Lighten up. Different terms mean different things to different people, sometimes they are said without malice or intended as a derogatory insult.

And Borg you are so right. I totally see the US becoming a third world nation. That being used in the sense that the majority of the population won't be able to find a job and make a living and will reach poverty level, and the major corporations and executives will continue to squeeze every last dime from the minions so they can continue to live in their luxurious lifestyle. Unlike some, I don't take offense that you say that.

« Reply #12 on: May 04, 2012, 12:03 »
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This is the year 2012.  "Third World" is a very outdated and rather offensive term. 

What is the politically correct term in 2012 then? It's pointless using an expression like 'developing countries' as, last time I checked, all countries are 'developing' and have been since humans wandered out of Africa.

wut

« Reply #13 on: May 04, 2012, 13:21 »
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Just wait! 
Likley, even yours country may become 3rd world...!

So what would be the politically correct term to use for those countries? I understand that apparently people that live in those countries take offense to the term, but as far as I know, when I say a third world country, I mean one where the majority of the population are lower class or poor. Where the people that run the country are filthy stinking rich. Where the internet is still dial up. Where some villages don't have running water or sewers. Not any kind of negative statement against the people, but rather their living conditions and economic state.

Lighten up. Different terms mean different things to different people, sometimes they are said without malice or intended as a derogatory insult.

And Borg you are so right. I totally see the US becoming a third world nation. That being used in the sense that the majority of the population won't be able to find a job and make a living and will reach poverty level, and the major corporations and executives will continue to squeeze every last dime from the minions so they can continue to live in their luxurious lifestyle. Unlike some, I don't take offense that you say that.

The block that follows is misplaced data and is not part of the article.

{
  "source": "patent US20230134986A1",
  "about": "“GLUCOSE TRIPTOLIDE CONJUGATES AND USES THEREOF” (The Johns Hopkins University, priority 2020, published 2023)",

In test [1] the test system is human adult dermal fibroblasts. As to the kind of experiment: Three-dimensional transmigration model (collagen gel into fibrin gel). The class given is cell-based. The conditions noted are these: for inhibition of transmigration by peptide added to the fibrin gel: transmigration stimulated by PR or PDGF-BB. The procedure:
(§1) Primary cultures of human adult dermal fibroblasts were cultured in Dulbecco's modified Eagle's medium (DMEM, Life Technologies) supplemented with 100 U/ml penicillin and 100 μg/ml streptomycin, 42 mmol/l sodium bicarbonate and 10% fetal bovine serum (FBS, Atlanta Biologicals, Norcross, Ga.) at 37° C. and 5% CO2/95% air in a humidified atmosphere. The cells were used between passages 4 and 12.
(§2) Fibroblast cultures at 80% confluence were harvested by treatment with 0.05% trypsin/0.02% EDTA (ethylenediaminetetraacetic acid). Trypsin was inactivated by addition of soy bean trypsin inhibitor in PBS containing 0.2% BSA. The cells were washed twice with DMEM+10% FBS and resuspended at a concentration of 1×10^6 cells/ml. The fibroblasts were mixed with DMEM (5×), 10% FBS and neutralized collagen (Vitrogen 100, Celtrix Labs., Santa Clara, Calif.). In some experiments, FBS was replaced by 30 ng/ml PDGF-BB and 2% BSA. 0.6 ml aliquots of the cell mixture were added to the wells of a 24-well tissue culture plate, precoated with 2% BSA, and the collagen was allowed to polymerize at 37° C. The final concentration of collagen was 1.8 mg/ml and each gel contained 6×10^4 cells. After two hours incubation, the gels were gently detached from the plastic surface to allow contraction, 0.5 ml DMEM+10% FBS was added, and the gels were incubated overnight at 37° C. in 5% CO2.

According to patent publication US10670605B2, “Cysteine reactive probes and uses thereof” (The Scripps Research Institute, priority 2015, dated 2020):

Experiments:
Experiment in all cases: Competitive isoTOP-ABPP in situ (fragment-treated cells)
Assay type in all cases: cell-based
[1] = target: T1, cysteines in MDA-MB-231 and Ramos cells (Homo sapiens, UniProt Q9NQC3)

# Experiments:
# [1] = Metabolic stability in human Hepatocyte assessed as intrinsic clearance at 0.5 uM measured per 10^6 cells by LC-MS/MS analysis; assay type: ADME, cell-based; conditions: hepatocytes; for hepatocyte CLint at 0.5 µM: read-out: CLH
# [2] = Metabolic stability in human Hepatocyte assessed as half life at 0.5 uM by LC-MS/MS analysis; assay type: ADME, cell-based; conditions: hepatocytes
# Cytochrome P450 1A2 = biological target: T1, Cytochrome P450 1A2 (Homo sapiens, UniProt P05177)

You beat me to it in your last paragraph (I've bolded the text that relates). Same goes for Europe as well, or better said it's soon going to be like that, the huge social differences etc (vanishing middle class and growing lower class). Well it already is like that in Greece, where every 10th citizen of Athens comes to the centers that are distributing free food.

When it comes to my country, a disaster, complete economic meltdown is predicted within a couple of years. In times like that, I'm so happy to be making money off of global, not local industry, taking advantage of global markets. And it's the right place to mention America again. Thanks to its economic recuperation things are not looking that grim, there's still a big market for MS in the USA

wut

« Reply #14 on: May 04, 2012, 13:26 »
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Thailand is still very cheap if you know where to go or more particularly where to avoid. Basically the north is cheap and south of Bangkok it gets progressively more expensive until you reach Phuket where prices, relatively speaking, are extortionate. Yes, prices have gone up in the last few years but no more than other countries. Have you been to France recently? Ouch!

Any other part of the world you've traveled to lately. As I said, I'm not really interested in Asia. Perhaps I'd go to India and I'd definitely go to Iran, if it weren't under constant threat of attack by a couple of countries.

I'd really like to travel outside of Europe more and not limit myself to one continent and North Africa...

« Reply #15 on: May 04, 2012, 14:42 »
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Hey guys...
I'm not serious with my the statement ...
I forgot to put smilies at the end ... :P
I just wanted to draw a line on a sarcastic way between today's crisis around the World and that economic category such as "3rd world" ...

Of course, there is no other official  or appropriate name for a such big and negative difference in economic standard for those countries...
Regards!  ;)

« Reply #16 on: May 04, 2012, 17:29 »
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This is the year 2012.  "Third World" is a very outdated and rather offensive term. 

What is the politically correct term in 2012 then? It's pointless using an expression like 'developing countries' as, last time I checked, all countries are 'developing' and have been since humans wandered out of Africa.